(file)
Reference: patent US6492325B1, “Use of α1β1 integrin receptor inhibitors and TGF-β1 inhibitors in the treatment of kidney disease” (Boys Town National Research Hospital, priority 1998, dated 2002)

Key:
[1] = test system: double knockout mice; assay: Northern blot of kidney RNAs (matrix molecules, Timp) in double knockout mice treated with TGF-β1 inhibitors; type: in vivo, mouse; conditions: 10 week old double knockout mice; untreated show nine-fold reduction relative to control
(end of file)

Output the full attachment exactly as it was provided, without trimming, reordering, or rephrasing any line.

Reference: patent US6492325B1, “Use of α1β1 integrin receptor inhibitors and TGF-β1 inhibitors in the treatment of kidney disease” (Boys Town National Research Hospital, priority 1998, dated 2002)

Key:
[1] = test system: double knockout mice; assay: Northern blot of kidney RNAs (matrix molecules, Timp) in double knockout mice treated with TGF-β1 inhibitors; type: in vivo, mouse; conditions: 10 week old double knockout mice; untreated show nine-fold reduction relative to control